1. Resembling iron in color; as an iron gray color.

2. Harsh; rude; severe; miserable; as the iron age of the world.

IRON years of wars and dangers.

Jove crush'd the nations with an iron rod.

3. Binding fast; not to be broken; as the iron sleep of death.

4. Hard of understanding; dull; as an iron witted fool.

5. Firm; robust; as an iron constitution.

I'RON, verb transitive To smooth with an instrument of iron

1. To shackle with irons; to fetter or handcuff.

2. To furnish or arm with iron

Webster's 1828 Dictionary

I'RON-CLAY, noun A substance intermediate between basalt and wacky, of a reddish brown color, and occurring massive or vesicular.

Webster's 1828 Dictionary

I'RONED, participle passive Smoothed with an iron; shackled; armed with iron.

Webster's 1828 Dictionary

I'RONFLINT, noun Ferruginous quartz; a subspecies of quartz, opake or translucent at the edges, with a fracture more or less conchoidal, shining and nearly vitreous. It is sometimes in very minute and perfect six-sided prisms, terminated at both extremities by six-sides pyramids. It occurs also in masses, and in small grains. Its varieties are red, yellow, and greenish.

Webster's 1828 Dictionary

I'RONHE'ARTED, adjective Hardhearted; unfeeling; cruel.

Webster's 1828 Dictionary

IRON'ICAL, adjective Expressing one thing and meaning another. An ironical expression is often accompanied with a manner of utterance which indicates that the speaker intends to be understood in a sense directly contrary to that which the words convey.

Webster's 1828 Dictionary

IRON'ICALLY, adverb By way of irony; by the use of irony. A commendation may be ironically severe.

Webster's 1828 Dictionary

I'RONIST, noun One who deals in irony.

Webster's 1828 Dictionary

I'RONMOLD, noun A spot on cloth made by applying rusty iron to the cloth when wet.

Webster's 1828 Dictionary

I'RONMONGER, noun A dealer in iron wares or hardware.

Webster's 1828 Dictionary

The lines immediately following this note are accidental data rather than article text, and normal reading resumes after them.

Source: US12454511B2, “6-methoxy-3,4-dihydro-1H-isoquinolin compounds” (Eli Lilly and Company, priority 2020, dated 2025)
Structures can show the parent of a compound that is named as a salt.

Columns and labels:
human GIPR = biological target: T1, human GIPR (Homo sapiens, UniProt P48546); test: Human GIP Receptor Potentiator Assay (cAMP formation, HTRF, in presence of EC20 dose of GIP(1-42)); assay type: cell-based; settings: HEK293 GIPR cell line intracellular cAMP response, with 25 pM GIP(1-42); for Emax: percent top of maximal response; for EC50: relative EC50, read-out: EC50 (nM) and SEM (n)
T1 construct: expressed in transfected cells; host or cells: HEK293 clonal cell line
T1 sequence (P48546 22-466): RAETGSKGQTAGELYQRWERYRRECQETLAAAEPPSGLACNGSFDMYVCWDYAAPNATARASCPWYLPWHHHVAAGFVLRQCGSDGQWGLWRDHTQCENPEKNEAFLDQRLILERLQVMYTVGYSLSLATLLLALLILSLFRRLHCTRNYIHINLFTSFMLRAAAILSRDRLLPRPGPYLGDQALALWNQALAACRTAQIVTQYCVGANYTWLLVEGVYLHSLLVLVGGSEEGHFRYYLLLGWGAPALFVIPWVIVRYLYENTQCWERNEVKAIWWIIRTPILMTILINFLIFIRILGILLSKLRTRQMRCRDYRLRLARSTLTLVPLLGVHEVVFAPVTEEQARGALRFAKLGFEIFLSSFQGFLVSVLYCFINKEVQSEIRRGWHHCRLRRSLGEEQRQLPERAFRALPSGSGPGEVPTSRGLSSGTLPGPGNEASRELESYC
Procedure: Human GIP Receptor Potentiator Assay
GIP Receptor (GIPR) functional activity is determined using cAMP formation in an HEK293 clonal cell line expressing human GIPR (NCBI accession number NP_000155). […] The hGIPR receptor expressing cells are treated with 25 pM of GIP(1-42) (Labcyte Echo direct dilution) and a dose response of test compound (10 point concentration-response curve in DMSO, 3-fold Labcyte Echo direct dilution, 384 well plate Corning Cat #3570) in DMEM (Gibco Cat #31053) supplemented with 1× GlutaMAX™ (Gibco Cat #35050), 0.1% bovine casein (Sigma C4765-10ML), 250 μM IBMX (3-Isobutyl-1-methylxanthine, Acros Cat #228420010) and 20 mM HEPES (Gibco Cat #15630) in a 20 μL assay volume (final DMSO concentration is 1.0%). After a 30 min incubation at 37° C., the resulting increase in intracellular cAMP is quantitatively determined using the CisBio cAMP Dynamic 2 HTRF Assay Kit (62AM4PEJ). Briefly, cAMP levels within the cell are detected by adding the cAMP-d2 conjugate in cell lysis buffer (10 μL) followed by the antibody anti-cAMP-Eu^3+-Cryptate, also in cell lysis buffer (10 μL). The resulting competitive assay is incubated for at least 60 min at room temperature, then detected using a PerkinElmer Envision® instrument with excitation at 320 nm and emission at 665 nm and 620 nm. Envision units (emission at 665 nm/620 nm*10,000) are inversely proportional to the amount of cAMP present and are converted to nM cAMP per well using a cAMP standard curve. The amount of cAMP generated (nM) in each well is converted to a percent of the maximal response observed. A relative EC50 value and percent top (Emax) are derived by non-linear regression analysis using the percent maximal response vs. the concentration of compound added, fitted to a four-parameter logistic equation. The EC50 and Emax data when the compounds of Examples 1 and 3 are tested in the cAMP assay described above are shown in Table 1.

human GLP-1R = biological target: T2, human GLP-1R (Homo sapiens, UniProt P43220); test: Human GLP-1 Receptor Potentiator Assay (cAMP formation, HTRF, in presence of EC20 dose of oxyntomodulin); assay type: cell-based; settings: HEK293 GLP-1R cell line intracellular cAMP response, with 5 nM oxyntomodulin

I'RONSICK, adjective In seamen's language, a ship is said to be ironsick when her bolts and nails are so much corroded or eaten with rust that she has become leaky.

Webster's 1828 Dictionary

I'RONSTONE, noun An ore of iron.

Webster's 1828 Dictionary

I'RONWOOD, noun The popular name of a genus of trees called Sideroxylon, of several species; so called from their hardness.

Webster's 1828 Dictionary

I'RONWORK, noun A general name of the parts or pieces of a building which consist of iron; any thing made of iron.

Webster's 1828 Dictionary

I'RONWORKS, noun plural The works or establishment where pig-iron is wrought into bars, etc.

Webster's 1828 Dictionary

I'RONWORT, noun A genus of plants called Sideritis, of several species.

Naves Topical Index

Instances of:

Michal to David
2 Samuel 6:20

Elijah to the priests of Baal
1 Kings 18:27

Job to his accusers
Job 12:2

Ezekiel to the prince of Tyre
Ezekiel 28:3-5

1 Kings 22:15

Amos to the Samaritans
Amos 4:4

Jesus to Pharisees
Mark 2:17

Pharisees and Herodians to Jesus
Matthew 22:16

Roman soldiers to Jesus
Matthew 27:29; Mark 15:17-19; Luke 23:11; John 19:2-3

Pilate, calling Jesus King
Mark 15:19; John 19:15

Superscription of Pilate over Jesus
Matthew 27:37; Mark 15:26; Luke 23:38; John 19:19

Agrippa to Paul
Acts 26:28
Sarcasm; Satire

Webster's 1828 Dictionary

I'RONY, adjective [from iron.] Made or consisting of iron; partaking of iron; as irony chains; irony particles.

1. Resembling iron; hard.

I'RONY, [Latin ironia; Gr. a dissembler in speech.]

A mode of speech expressing a sense contrary to that which the speaker intends to convey; as, Nero was a very virtuous prince; Pope Hildebrand was remarkable for his meekness and humility. when irony is uttered, the dissimulation is generally apparent from the manner of speaking, as by a smile or an arch look, or perhaps by an affected gravity of countenance. irony in writing may also be detected by the manner of expression.